The Story of Trees

First Tree: Great Beech, Fagus Sylvatica, Non native, Seeded around 1860

Writer: Olive Broderick

  • There is no going back. She is so deeply rooted here it’s hard to tell her from Oak and Ash in this delayed-spring grove.

The Trees of Kilbroney Park is a publication of Light 2000. A copy was mailed to self in the Tyrone Guthrie Centre at Annaghmakerrig by her friend, poet Csilla Toldy, who edited the book.

Stay tuned.

 

From Marilyn Butler’s Introduction to EMMA

Jane Austen was paid 300 GBP for Emma by the publisher, John Murray.  The title-page states only that it is ‘By the Author of Pride and Prejudice, etc. etc.’ An additional preliminary page gives the dedication to the Prince Regent ‘by his Royal Highness’s dutiful and obedient servant, the Author.’ The date is given as 1816 . . .  Two thousand copies were printed and 1,250 sold in the first year . . .

Crazy Writers Life: Share Your Rejection

When self moved back to her home in Redwood City, a few months ago, she found a treasure trove of files, including one on ‘Nice Rejections.’

Here’s one from The Antioch Review. No idea who ‘RSF’ is, but it is so rare to get back a personal note that self saved it.

The piece was “Devotions.” It was eventually published by Used Furniture Review.

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Stay tuned, dear blog readers. Stay tuned.

Cost of Paper, vol. 5 (published by 1888 Center, Orange, CA)

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Sadly, both the AWP2019 panel proposals self was included in were rejected. One was a mixed-genre panel, the brainchild of Philadelphia poet Anne-Adele Wight. The other was a Quarterly West panel on experimental fiction.

Nevertheless, self still has much to celebrate. Such as, her story This Is End being in The Cost of Paper, vol. 5 (It’s the last story in the anthology). The anthology’s editor was Julianne Berokoff.

Self just had another story picked up for the Winter 2018 issue of Prairie Schooner, due out this December. And the two stories couldn’t be more different: the one in The Cost of Paper is space fantasy, the Prairie Schooner story is straight-up realism.

This Is End is the third story in a cycle about a boy named Dragon, a missing girl named Her, a teacher named Fire Lizard, a bully named Big, the bully’s friend Drinker, and a new student named Knot.

Dragon saw Big knock Her out cold (in the middle of a class, why). Her never came back to class, but sometimes Dragon thinks he sees her waving to him from a window of an abandoned space station called the Kobayashi Maru. Ever since then, he’s been itching for revenge.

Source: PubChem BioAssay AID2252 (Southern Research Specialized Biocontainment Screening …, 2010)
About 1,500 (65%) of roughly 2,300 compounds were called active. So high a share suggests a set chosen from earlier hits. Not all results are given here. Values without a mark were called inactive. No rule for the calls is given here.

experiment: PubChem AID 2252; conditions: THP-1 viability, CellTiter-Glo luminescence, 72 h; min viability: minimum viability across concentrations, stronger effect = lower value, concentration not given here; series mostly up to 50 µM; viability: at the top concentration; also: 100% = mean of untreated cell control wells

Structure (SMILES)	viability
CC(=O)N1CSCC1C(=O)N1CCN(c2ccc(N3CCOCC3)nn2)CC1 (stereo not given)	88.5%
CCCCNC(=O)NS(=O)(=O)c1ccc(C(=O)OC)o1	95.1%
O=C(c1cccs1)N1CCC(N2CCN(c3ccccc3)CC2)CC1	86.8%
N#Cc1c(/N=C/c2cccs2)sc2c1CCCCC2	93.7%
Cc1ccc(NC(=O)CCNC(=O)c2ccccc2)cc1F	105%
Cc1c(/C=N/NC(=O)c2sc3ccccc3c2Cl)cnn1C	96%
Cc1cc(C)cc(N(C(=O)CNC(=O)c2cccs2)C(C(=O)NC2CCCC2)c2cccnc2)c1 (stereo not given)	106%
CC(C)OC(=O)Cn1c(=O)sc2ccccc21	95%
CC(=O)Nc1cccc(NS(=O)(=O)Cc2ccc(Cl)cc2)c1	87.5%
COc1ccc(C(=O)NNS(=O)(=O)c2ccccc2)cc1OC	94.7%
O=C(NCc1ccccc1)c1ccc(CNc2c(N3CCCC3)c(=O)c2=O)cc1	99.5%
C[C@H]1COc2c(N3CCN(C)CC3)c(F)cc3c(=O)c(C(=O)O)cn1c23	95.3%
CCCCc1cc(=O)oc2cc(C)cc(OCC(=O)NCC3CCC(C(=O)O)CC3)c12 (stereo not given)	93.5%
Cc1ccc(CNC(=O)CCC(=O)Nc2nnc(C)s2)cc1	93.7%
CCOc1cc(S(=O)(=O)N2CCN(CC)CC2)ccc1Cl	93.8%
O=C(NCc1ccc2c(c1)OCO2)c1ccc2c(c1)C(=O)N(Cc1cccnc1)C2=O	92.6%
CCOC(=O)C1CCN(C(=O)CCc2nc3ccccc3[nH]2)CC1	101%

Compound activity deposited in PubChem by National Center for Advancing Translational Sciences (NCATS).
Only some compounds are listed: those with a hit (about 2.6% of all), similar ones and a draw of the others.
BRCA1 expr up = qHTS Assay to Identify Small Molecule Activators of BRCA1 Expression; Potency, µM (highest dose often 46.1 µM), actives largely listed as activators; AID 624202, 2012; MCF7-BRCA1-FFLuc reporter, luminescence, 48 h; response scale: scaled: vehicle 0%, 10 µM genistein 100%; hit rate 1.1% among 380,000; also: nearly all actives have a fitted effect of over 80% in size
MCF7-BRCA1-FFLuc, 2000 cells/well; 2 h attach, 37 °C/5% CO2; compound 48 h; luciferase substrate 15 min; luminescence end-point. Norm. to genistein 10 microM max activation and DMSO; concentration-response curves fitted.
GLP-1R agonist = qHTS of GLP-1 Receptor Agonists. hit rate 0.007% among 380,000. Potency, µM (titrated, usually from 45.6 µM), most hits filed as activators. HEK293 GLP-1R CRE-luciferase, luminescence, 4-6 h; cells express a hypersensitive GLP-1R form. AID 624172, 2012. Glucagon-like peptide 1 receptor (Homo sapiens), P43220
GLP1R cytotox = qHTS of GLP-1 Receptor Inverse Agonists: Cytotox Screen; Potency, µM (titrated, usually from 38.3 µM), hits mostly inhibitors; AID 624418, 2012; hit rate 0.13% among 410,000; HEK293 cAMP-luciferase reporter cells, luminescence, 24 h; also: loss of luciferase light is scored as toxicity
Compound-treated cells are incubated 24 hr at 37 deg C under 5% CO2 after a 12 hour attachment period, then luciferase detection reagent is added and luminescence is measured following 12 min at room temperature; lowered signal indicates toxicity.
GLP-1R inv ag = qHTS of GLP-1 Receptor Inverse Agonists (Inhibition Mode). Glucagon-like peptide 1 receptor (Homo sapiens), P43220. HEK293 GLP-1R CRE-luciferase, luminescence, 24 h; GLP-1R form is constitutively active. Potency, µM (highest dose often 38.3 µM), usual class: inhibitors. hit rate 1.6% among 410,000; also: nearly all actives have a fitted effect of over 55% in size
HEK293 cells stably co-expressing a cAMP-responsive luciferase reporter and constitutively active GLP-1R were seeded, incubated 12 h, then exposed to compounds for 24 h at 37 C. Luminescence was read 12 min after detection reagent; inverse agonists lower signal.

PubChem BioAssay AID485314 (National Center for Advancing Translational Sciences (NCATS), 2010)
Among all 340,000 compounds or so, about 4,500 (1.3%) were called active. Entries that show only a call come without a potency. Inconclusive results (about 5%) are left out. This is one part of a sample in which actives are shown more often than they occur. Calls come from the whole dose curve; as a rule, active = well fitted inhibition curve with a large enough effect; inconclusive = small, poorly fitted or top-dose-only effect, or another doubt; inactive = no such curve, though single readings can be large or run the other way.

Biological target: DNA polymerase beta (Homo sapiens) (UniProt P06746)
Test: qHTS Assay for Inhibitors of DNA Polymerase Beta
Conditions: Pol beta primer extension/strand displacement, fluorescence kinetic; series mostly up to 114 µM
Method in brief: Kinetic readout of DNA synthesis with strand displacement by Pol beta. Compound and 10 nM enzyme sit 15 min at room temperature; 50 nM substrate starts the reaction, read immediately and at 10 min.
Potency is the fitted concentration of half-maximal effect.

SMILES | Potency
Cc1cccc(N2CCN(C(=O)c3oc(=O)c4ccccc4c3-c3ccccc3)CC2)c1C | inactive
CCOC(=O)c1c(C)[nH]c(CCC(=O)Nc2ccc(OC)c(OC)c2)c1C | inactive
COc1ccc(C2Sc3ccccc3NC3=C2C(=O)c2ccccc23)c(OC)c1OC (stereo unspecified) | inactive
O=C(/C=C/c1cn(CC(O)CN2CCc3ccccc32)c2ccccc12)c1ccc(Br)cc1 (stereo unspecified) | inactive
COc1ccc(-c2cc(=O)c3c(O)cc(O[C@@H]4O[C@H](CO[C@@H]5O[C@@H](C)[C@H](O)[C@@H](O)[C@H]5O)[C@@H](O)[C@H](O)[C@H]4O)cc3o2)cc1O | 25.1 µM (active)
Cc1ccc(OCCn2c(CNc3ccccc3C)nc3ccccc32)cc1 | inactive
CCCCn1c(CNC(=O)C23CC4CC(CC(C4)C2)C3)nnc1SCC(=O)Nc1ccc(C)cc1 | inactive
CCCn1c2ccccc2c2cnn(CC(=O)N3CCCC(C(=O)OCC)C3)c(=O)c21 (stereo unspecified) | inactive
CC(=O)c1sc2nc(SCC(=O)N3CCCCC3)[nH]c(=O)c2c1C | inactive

Big doesn’t show up to class one day, Knot asks Dragon:

“Is it true? Tumor he had?”

We spot-check each other for tumors. We’re so afraid of it.

“Ecchymosis?” Knot persists.

Here’s a link to 1888 Center’s Bookstore.

Stay tuned.

 

 

 

 

The Pacific Rim Review of Books: Self Wants to Eat/Read Everything

Issue Twenty-Three, Vol. 12 No. 1

 

 

New for the Reading List: The Economist Books, 12 May 2018

  1. The latest from Rachel Cusk: Kudos (Farrar, Straus and Giroux). Karl Ove Knausgaard’s My Struggle series is mentioned in the review: self has been wanting to read Knausgaard. Hopefully, someday.
  2. Eye of the Shoal: A Fishwatcher’s Guide to Life, the Ocean and Everything, by Helen Scales (Bloomsbury Sigma). Scales’s earlier book, about seashells, is Spirals in Time.
  3. Barracoon: The Story of the Last Black Cargo, by Zora Neale Hurston: written in 1927, finally out in print!!! (Amistad)

Poetry Monday: U Sam Oeur Again

from Exodus

— translated from the Cambodian by Ken McCullough

Once the Blackcrows had usurped the power
they started to evacuate people from Phnom Penh
they threw patients through hospital windows
(women in labor and the lame), drove tanks
over them then bulldozed them under.

The poem Exodus is part of the collection Sacred Vows, a bilingual edition of U Sam Ouer’s poetry, published by Coffee House Press.

This is self’s companion reading to Tim O’Brien’s The Things They Carried, O’Brien’s stories about his experiences as a grunt during the Vietnam War.

O’Brien and U Sam Oeur, in Southeast Asia at roughly the same time, each oblivious of the other. But afterward, what great literature they both produced.

Stay tuned, dear blog readers. Stay tuned.

Poetry Sunday: U Sam Oeur

from The Fall of Culture

— translated from the Cambodian by Ken McCullough

I hid the precious wealth,
packed the suitcases with milled rice,
packed old clothes, a small scrap-metal oven,
pots, pans, plates, spoons, an ax, a hoe,
some preserved fish in small plastic containers —
loaded it all in a cart and towed it eastward
under the full moon, May ’75.

Born in the Svey Rieng province of Cambodia, U Sam Oeur received his MFA from the Iowa Writer’s Workshop in 1968. Upon returning to Cambodia, he was elected to the National Assembly in 1972 and in 1973 was appointed Secretary General of the Khmer League for Freedom. He remained there after Cambodia was “liberated” by the Vietnamese.